Depression in Adolescents Consistent Over Time, but Outcomes Vary Across Intersecting Identities

Depressive symptoms, including depressed mood and anhedonia, in adolescents remain consistent across symptom subgroups and time, but vary according to intersection identities, says new research published in the Journal of Affective Disorders.

“Prevention protocols that highlight mechanisms of risk tethered to social identity, and include salient experiences of females, late adolescents, and multiracial youth in particular, need to be prioritized in mental health initiatives,” said co-authors Joseph R. Cohen, PhD, and Hena Thakur, PhD student, Department of Psychology, University of Illinois Urbana-Champaign.

The researchers conducted a secondary data analysis on the National Survey on Drug Use and Health administered between 2009 and 2017. From the responses, 145,499 adolescents representative of their age range for the US national population completed a diagnostic assessment for depression. The authors treated depressive symptoms, depressed mood, and anhedonia as separate variables. They utilized a novel, mixed-level model that used identity categories (age, gender, race/ethnicity/poverty level) and time to determine each factor’s effect on individual depression experiences.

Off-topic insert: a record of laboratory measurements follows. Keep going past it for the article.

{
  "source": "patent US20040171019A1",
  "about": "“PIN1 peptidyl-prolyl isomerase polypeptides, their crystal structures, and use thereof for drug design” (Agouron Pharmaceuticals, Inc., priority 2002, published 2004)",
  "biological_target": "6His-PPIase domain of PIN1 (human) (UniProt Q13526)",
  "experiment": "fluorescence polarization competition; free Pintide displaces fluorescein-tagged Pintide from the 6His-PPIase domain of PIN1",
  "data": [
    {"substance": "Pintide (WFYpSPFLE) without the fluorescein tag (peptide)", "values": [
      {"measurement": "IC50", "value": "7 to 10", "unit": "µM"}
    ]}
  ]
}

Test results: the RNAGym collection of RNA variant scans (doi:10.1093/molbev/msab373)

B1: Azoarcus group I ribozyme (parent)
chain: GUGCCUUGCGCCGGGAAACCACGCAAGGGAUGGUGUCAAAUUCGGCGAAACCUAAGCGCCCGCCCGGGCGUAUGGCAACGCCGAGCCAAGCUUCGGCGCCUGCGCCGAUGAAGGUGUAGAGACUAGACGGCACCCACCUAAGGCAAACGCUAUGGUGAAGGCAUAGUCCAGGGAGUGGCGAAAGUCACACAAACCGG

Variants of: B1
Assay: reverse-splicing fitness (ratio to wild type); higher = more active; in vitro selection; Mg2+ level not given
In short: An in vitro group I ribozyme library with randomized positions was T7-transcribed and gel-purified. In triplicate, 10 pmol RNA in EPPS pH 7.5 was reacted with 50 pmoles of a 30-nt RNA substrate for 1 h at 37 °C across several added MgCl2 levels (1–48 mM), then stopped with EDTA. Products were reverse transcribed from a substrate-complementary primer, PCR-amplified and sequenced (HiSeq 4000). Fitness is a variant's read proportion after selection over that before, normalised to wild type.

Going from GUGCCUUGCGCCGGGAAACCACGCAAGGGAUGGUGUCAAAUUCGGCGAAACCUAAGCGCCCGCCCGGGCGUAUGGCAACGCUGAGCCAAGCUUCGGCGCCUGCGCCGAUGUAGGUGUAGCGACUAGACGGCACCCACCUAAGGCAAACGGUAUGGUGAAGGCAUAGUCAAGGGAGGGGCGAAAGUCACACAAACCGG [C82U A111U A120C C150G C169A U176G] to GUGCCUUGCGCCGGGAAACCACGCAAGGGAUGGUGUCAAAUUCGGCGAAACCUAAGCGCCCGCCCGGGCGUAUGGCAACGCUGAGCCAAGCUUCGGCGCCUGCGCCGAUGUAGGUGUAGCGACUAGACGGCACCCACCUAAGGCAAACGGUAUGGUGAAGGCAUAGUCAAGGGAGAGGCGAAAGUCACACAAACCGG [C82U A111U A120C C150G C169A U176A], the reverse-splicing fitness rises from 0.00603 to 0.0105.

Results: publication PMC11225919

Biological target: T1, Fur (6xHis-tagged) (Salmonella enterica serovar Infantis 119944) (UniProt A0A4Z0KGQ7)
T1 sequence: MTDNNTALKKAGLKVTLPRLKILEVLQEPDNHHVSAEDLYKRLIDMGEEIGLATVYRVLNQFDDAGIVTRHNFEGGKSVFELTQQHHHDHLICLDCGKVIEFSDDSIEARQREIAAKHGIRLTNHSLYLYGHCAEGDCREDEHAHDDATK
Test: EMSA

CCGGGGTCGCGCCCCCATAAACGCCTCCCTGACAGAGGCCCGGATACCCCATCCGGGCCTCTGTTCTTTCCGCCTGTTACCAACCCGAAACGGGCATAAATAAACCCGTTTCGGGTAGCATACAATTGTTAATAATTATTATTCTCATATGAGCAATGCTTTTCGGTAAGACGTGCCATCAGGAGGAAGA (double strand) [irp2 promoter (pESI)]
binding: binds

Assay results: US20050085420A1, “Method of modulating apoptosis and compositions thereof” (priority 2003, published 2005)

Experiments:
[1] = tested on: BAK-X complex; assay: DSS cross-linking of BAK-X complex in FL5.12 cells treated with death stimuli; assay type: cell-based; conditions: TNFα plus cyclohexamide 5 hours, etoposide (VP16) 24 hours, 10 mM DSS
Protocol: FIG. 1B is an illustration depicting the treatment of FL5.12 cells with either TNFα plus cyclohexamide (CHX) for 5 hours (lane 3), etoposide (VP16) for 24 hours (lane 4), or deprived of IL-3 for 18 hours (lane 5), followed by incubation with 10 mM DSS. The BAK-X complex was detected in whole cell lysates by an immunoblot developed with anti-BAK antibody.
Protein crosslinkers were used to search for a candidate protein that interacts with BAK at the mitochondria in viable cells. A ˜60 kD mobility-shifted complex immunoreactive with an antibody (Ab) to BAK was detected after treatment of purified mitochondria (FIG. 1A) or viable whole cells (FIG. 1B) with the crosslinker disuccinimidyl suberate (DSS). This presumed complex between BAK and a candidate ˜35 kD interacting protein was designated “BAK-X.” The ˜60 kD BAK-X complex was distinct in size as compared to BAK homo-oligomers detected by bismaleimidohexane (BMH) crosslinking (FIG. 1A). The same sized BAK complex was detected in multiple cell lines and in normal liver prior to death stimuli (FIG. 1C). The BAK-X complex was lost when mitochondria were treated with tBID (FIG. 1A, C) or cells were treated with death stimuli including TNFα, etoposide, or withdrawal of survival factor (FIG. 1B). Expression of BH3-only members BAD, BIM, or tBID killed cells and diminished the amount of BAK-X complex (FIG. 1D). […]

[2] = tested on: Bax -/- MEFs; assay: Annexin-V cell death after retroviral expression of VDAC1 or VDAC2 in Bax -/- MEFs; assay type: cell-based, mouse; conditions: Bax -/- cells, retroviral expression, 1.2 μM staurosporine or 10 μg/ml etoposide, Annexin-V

The study found that while the relationship between depression outcomes and identity did not vary over time (p>.01), identity impacted depression at approximately 10 times the rate that time did. Multiracial, late adolescent, and female adolescents had a heightened risk of experiencing depressive symptoms. The results did not show significant deviance in outcomes across depressed mood and anhedonia as separate variables.

“Adolescent depression outcomes are mostly consistent across criterial symptom subtypes and time, but vary as a function of identity,” the authors concluded.

--Brionna Mendoza



Cohen JR, Thakur H. Intersecting identities and adolescent depression: patterns of depressed mood and anhedonia in the past decade. J Affect Disord. Published online September 23, 2022. Doi: 10.1016/j.jad.2022.09.088